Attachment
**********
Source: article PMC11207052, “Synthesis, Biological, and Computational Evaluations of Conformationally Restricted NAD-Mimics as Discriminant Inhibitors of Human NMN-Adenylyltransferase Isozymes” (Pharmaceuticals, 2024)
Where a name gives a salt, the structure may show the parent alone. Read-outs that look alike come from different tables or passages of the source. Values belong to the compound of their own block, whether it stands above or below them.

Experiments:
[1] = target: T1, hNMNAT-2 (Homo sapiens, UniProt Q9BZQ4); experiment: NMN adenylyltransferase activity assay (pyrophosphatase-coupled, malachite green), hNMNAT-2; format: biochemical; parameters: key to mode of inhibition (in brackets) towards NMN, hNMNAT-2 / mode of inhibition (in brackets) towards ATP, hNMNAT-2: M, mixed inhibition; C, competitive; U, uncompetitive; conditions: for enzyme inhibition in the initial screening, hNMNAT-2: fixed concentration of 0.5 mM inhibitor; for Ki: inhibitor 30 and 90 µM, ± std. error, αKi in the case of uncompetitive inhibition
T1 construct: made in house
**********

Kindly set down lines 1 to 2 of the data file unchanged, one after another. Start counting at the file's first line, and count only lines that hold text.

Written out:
Source: article PMC11207052, “Synthesis, Biological, and Computational Evaluations of Conformationally Restricted NAD-Mimics as Discriminant Inhibitors of Human NMN-Adenylyltransferase Isozymes” (Pharmaceuticals, 2024)
Where a name gives a salt, the structure may show the parent alone. Read-outs that look alike come from different tables or passages of the source. Values belong to the compound of their own block, whether it stands above or below them.